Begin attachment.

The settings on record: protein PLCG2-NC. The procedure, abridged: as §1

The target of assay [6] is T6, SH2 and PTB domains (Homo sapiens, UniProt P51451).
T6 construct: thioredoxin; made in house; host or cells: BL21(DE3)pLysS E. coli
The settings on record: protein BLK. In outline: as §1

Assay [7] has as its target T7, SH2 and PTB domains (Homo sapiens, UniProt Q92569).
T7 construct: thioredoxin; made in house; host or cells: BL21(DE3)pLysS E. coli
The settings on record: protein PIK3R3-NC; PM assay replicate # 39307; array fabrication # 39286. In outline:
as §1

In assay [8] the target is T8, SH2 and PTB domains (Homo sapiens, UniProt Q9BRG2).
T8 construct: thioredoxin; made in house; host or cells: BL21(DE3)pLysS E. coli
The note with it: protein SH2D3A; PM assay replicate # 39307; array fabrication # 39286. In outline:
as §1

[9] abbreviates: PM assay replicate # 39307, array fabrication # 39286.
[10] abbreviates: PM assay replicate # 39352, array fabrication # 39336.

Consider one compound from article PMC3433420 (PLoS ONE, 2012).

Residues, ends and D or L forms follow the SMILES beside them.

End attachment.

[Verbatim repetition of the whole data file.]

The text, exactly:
The settings on record: protein PLCG2-NC. The procedure, abridged: as §1

The target of assay [6] is T6, SH2 and PTB domains (Homo sapiens, UniProt P51451).
T6 construct: thioredoxin; made in house; host or cells: BL21(DE3)pLysS E. coli
The settings on record: protein BLK. In outline: as §1

Assay [7] has as its target T7, SH2 and PTB domains (Homo sapiens, UniProt Q92569).
T7 construct: thioredoxin; made in house; host or cells: BL21(DE3)pLysS E. coli
The settings on record: protein PIK3R3-NC; PM assay replicate # 39307; array fabrication # 39286. In outline:
as §1

In assay [8] the target is T8, SH2 and PTB domains (Homo sapiens, UniProt Q9BRG2).
T8 construct: thioredoxin; made in house; host or cells: BL21(DE3)pLysS E. coli
The note with it: protein SH2D3A; PM assay replicate # 39307; array fabrication # 39286. In outline:
as §1

[9] abbreviates: PM assay replicate # 39307, array fabrication # 39286.
[10] abbreviates: PM assay replicate # 39352, array fabrication # 39336.

Consider one compound from article PMC3433420 (PLoS ONE, 2012).

Residues, ends and D or L forms follow the SMILES beside them.